Meta-analysis reveals how crowding can alter gene expression in some insects

The horizontal axis shows gene sequencing based on the method developed in our laboratory for meta-analysis of RNA sequencing data. The vertical axis shows the values ​​used to rank the genes. High-order and low-order genes indicate genes that are up-regulated in response to high and low intensities, respectively. Gene names are annotated next to the graphs for previously reported density responsive genes. In addition, genes not reported as density-sensitive genes were also included in high- and low-order genes. Credit: Kouhei Toga, Hiroshima University

A locust that hatches in a crowded environment may look and behave differently from a locust that hatches alone, even if they have the same genes. The mechanism of this density-dependent phenomenon, called polyphenism, is well documented in both aphids and grasshoppers, but how genes regulate these traits has remained elusive until now.

Researchers from Hiroshima University analyzed datasets collected from previous studies to better understand how genes can influence each other to change their expression depending on environmental conditions. They published their results on September 23. Vermin.

“Aphids display multiple wing types, and grasshoppers display different body colors and behaviors,” said corresponding author Hidemasa Bono, a professor at Hiroshima University’s Institute of Integrated Sciences. “These well-known agricultural pests represent insects that exhibit density-dependent plasticity. We collected and reanalyzed publicly available RNA-sequencing data of aphids and grasshoppers to reveal molecules common to all or multiple species that exhibit this same type of plasticity.”

RNA sequencing data, called transcriptome, is a collection of various expressed genes. It can also help identify new genes involved in producing certain traits. Researchers perform a meta-analysis, combining transcriptome results from multiple studies to see what the data are saying. In this study, the researchers analyzed 66 general transcriptome datasets from seven species of aphids and grasshoppers.

“Meta-analysis is thought to be effective in providing additional information about density-dependent polyphenism because it can reveal new information that cannot be found with traditional hypothesis-driven research methods,” said first author Kouhei Toga, a researcher at Hiroshima University Graduate School. Integrated Sciences for Life.

“This study is the first meta-analysis conducted on datasets of two evolutionarily distant lineages and has identified many density-sensitive genes that are rarely the focus of research aimed at elucidating the molecular mechanisms of density-dependent plasticity.”

Specifically, the researchers found that DNA replication, DNA metabolic processes, and the mitotic cell cycle were enriched in response to crowded conditions. According to Toga, their results highlight the importance of these processes as regulatory mechanisms in density-dependent polyphenism research, which is rarely the focus of research in this area.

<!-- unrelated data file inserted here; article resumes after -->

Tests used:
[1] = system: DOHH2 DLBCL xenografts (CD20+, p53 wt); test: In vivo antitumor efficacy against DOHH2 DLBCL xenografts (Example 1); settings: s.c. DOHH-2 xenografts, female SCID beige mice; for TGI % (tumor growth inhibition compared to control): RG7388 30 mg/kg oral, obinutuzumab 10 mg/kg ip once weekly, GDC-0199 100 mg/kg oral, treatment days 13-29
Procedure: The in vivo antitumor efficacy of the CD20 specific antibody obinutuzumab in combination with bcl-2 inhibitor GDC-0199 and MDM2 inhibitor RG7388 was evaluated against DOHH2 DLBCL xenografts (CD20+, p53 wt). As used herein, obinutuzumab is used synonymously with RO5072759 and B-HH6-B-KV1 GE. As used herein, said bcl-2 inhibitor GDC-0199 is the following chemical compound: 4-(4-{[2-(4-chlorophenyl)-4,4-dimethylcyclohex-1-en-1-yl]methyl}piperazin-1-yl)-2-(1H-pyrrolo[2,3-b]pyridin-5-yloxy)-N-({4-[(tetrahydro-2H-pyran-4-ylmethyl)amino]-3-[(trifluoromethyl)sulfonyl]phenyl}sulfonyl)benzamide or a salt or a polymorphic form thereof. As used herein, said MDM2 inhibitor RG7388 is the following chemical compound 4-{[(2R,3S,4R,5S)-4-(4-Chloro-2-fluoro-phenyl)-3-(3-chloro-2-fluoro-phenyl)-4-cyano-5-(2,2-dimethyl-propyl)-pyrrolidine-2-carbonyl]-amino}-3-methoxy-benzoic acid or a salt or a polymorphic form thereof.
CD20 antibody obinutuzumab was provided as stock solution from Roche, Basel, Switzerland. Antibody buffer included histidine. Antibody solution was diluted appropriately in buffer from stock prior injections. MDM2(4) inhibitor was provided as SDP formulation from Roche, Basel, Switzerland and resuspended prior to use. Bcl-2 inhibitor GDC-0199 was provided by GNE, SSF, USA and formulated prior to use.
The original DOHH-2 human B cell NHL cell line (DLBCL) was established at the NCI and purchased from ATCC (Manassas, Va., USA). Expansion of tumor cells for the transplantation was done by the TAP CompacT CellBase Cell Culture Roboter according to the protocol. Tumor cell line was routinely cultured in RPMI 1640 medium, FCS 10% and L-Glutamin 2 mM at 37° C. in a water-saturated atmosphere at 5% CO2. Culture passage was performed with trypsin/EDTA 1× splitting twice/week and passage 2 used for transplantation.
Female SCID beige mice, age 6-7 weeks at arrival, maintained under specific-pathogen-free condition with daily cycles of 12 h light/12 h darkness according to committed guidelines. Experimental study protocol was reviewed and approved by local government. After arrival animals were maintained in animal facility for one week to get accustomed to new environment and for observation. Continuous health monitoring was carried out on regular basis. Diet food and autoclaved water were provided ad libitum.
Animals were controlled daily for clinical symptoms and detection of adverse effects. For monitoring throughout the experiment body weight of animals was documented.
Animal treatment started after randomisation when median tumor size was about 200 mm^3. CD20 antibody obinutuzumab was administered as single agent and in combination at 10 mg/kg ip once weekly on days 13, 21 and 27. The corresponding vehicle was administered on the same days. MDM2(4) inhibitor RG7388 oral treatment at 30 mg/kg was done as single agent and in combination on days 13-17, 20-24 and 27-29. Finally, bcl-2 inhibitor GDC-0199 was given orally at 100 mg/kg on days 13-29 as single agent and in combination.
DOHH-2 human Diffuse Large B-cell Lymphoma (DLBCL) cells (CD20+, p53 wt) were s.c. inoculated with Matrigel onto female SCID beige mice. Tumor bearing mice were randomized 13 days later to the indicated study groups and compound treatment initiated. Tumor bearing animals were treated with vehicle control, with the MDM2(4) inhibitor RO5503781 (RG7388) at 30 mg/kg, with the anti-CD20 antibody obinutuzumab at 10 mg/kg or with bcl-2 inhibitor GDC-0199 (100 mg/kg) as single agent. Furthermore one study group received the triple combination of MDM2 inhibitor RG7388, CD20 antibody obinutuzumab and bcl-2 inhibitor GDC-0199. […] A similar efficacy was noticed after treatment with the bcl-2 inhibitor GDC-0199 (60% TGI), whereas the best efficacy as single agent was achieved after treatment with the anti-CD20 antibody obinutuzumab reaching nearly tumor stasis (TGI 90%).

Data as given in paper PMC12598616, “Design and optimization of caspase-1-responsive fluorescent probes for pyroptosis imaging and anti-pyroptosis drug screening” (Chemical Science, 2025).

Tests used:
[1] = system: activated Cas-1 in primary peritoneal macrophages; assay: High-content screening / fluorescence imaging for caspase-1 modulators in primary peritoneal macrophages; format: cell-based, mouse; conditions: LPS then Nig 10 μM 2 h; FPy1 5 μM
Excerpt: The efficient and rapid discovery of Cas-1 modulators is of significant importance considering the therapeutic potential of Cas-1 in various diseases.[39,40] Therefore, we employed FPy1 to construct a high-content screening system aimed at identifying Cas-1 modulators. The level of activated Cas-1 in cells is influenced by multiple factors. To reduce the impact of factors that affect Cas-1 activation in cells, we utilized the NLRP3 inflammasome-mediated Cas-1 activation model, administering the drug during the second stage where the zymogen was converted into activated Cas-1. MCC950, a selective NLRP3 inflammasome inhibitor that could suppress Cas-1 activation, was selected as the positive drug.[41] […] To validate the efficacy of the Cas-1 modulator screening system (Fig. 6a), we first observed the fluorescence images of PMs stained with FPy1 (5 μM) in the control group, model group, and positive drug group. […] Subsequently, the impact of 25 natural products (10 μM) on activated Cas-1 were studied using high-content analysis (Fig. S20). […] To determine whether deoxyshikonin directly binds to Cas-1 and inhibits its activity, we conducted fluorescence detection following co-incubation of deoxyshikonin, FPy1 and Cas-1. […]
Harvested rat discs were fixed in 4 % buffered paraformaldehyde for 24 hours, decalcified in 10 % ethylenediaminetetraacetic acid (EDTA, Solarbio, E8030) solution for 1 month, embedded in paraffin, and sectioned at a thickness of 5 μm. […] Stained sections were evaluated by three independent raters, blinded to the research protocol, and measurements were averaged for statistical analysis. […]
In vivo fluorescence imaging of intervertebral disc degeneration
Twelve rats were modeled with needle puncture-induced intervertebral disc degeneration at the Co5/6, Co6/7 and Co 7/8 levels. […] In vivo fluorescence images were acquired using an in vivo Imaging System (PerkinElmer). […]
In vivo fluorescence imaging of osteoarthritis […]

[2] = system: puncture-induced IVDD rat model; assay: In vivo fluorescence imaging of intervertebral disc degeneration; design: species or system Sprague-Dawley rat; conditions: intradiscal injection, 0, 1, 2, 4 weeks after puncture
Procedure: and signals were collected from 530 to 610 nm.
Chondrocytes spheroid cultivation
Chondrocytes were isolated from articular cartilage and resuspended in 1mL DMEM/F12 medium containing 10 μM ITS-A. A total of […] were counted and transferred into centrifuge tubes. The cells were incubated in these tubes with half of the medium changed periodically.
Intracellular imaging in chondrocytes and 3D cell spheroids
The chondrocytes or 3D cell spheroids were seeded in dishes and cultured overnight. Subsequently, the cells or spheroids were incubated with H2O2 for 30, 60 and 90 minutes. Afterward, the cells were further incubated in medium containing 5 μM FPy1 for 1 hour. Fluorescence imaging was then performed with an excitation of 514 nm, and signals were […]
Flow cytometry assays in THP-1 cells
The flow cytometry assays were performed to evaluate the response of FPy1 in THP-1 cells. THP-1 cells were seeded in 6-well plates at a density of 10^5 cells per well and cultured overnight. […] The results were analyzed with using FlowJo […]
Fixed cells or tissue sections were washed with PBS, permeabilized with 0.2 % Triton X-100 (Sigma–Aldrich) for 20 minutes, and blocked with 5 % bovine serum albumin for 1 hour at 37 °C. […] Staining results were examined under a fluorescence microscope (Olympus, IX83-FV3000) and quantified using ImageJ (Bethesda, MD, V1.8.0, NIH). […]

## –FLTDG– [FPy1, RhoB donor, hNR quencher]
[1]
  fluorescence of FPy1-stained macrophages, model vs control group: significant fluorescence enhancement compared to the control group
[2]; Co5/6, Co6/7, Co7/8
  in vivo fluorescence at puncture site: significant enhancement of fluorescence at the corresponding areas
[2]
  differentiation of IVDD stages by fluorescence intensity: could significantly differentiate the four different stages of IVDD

They also found inconsistencies with some studies, including a study that found a pigmentation-related gene to be expressed higher in isolated conditions in more herding locusts. Compared with data from other studies, the researchers found that the gene fit within the category of other genes that upregulate their expression when under oxidative stress. According to Bono, oxidative stress is a more likely explanation for high gene expression in locust locusts than in crowded conditions.

“We found that neurological system modifications can play an important role in triggering density-dependent phenotypic changes in the two lineages,” Bono said. conditions.

According to Toga, the findings are generally applicable to other species that exhibit density-dependent polyphenism, due to the large amount of data from many studies that serve as a cross-check of previous hypotheses and results.

“A meta-analysis combining data from multiple studies with growing publicly available RNA sequencing data was able to provide new insights into targeted biological processes,” Toga said. Said.

“We hope that the functional analysis of the genes identified in this study will lead to the development of methods to control the growth of aphids and grasshoppers. We also hope to clarify how organisms respond and adapt to density by applying meta-analysis to various species.”

More information:
Kouhei Toga et al., Meta-Analysis of Transcriptomes in Insects Showing Density-Related Polyphenism, Vermin (2022). DOI: 10.3390/insects13100864

Provided by Hiroshima University

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